Sfinxul din Bucegi - Alex Conu

Winter solstice thus became the most important milestone for those people. How can you measure it? The Moon, big, round, and changing patterns once every 29 and a half days did not really help in figuring out the middle of the winter in that part of the world. There had to be a better way. This is why they have developed very precise sidereal calendars, in Thrace those were designed following the Saros cycle – a cycle that predicts solar and lunar eclipses.

https://www.flickr.com/photos/peasap/3202320569
Upside down Moon

Closer to the equator, the year is measured with lunisolar calendars. In the middle east the Muslims have a lunar calendar, their new year is marked by the Ramadan which is precisely calculated by the phases of the Moon. In the far east the Chinese have a lunar calendar too and they also use Jupiter to mark the time, which is why the Chinese zodiac is on a twelve-year cycle, exactly the time it takes Jupiter to move around the sun once. In India they also have a lunar calendar, Vedic astrology is based on the mansions of the moon, also known as nakshatras.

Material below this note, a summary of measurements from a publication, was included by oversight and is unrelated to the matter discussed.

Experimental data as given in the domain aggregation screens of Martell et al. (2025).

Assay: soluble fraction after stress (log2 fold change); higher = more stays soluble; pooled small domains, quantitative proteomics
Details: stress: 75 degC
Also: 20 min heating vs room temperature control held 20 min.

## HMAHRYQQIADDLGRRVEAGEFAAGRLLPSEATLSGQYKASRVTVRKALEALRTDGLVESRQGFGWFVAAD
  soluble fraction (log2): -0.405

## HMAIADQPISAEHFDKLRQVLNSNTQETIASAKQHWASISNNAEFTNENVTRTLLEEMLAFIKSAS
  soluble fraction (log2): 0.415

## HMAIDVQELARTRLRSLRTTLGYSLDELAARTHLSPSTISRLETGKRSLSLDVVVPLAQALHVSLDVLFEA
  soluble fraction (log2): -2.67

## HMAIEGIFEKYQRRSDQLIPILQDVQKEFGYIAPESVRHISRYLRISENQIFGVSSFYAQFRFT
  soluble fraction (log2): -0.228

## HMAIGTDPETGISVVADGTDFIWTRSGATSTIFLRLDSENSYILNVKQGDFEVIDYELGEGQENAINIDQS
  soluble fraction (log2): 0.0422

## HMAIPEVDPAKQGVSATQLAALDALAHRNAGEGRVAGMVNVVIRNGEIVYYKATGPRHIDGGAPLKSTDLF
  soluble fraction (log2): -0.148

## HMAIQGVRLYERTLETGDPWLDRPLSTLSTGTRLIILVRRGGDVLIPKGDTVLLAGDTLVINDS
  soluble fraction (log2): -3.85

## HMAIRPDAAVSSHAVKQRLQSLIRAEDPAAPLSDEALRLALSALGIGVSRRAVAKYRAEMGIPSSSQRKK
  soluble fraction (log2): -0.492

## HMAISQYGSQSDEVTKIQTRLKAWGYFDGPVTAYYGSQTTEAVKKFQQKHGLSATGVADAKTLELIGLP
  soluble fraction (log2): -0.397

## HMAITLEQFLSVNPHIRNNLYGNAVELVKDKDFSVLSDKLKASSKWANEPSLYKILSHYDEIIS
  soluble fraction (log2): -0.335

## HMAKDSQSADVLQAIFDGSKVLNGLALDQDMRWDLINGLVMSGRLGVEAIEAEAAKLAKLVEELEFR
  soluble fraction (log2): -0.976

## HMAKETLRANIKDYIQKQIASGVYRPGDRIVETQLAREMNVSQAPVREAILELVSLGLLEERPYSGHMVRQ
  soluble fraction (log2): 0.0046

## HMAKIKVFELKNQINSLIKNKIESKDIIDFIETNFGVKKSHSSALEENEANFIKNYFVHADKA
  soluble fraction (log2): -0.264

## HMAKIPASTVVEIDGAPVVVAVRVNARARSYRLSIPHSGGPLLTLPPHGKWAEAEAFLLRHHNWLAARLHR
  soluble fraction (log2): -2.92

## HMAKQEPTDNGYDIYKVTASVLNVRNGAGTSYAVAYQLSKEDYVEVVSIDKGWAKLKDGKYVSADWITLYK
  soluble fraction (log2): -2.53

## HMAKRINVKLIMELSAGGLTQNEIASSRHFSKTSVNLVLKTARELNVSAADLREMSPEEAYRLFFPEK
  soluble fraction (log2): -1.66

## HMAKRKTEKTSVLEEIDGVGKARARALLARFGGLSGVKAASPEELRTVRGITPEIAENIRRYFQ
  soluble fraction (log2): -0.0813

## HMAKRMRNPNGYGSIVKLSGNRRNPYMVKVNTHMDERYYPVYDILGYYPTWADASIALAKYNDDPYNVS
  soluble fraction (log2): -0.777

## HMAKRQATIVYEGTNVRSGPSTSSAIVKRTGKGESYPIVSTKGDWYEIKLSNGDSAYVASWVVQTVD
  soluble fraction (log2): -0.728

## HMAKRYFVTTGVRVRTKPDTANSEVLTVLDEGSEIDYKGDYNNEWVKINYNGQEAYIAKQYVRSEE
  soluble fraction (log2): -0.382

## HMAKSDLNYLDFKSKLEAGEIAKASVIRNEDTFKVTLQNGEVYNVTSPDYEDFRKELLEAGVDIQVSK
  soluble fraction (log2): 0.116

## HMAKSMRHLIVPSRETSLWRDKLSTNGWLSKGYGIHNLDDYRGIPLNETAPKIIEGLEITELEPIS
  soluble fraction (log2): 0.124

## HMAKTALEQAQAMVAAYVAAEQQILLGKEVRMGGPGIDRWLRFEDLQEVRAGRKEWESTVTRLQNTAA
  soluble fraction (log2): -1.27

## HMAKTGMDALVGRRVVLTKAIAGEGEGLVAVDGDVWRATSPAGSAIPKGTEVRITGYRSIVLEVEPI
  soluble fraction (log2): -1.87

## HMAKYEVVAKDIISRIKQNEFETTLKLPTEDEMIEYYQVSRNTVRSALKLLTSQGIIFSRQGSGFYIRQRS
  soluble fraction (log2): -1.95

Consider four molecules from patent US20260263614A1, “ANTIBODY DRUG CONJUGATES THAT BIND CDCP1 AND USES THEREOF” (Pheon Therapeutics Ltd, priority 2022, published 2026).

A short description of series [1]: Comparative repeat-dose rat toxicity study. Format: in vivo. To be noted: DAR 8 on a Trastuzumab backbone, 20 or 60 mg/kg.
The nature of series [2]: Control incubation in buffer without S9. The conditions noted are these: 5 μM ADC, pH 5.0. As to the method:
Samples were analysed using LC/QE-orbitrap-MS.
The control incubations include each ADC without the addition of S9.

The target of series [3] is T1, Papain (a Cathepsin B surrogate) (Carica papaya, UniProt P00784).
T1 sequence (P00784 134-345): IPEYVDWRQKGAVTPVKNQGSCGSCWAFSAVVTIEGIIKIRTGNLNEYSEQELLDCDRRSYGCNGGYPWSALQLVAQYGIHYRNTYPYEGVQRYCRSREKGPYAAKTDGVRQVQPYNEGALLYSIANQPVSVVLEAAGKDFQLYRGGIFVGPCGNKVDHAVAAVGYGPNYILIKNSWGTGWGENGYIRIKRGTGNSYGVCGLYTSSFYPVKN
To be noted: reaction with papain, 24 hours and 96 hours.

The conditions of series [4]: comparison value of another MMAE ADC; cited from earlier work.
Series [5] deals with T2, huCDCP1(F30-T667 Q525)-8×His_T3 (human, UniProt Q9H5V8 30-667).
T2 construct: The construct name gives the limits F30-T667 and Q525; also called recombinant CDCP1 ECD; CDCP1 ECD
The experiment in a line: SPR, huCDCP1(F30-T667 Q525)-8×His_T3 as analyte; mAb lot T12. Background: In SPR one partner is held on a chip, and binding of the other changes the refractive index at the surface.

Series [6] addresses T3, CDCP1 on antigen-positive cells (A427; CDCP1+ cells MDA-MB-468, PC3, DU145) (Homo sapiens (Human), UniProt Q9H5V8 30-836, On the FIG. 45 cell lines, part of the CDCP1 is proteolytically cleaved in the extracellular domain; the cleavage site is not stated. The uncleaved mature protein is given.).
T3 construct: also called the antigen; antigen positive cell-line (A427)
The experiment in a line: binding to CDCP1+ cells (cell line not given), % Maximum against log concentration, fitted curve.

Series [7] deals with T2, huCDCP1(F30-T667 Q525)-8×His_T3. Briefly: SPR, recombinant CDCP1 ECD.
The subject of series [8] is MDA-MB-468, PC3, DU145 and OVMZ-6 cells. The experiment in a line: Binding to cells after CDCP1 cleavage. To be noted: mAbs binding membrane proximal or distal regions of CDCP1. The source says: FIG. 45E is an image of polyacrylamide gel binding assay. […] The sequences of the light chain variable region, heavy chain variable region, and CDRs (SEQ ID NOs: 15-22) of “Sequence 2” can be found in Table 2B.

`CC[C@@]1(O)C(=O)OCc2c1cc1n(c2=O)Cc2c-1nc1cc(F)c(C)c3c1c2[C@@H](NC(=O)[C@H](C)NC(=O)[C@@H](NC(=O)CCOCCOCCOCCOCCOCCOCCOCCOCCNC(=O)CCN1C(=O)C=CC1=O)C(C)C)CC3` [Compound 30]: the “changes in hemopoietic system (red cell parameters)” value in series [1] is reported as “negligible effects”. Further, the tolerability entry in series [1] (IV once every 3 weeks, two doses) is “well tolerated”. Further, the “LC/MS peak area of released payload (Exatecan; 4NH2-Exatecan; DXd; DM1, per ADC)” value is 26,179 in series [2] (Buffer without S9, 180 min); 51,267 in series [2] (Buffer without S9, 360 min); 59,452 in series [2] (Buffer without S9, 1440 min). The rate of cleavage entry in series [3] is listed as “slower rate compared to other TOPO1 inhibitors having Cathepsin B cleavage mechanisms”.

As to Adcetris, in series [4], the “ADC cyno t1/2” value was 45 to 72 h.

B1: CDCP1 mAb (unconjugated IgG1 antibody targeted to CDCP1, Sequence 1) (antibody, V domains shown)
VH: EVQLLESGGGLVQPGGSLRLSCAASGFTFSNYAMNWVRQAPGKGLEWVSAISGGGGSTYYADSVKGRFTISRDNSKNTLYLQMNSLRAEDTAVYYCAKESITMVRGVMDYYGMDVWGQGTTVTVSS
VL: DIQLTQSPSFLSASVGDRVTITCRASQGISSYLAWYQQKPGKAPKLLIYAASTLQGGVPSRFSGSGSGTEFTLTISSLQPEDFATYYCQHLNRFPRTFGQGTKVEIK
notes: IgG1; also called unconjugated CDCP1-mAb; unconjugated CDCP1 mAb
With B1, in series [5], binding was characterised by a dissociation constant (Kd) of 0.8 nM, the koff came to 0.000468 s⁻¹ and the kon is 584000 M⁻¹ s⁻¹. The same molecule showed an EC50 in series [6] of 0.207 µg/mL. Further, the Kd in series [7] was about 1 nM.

The lunar mansions once were very important in observational astronomy, especially in that of Saudi Arabia, China and India, and of Khiva – the ancient Khorasmia,  and Bokhara – the ancient Sogdiana, and it is believed that they originated from Euphratic valley, Coptic Egypt and Persia. The mansions were twenty seven, but usually twenty eight and possibly long antedated constellations or even the solar zodiac.Their antiquity is proved by the fact that there, and probably elsewhere, the list began with the Pleiades, when those stars marked the vernal equinox. The Pleiades that are so beautifully distinct and close to the ecliptic so that everyone who can see the sun and the moon can see the Pleiades too.

The Moon is very important around the tropics for measuring the time, as it should be. The first thing that my daughter saw in the sky was Luna, Marama, the Moon. It’s big, it’s easily seen and it has phases that inform many cultures about the passage of time. Truth is at the tropics the temperature is very hot compared to the northern and central Europe. People did not need to measure the middle of a frozen snowy wintertime with the precision of a surgeon like we did in Europe, but they did need to know when the tropical season begun bringing typhoons and other erratic weather patterns. This was done with the help of the Moon and certain groups of stars.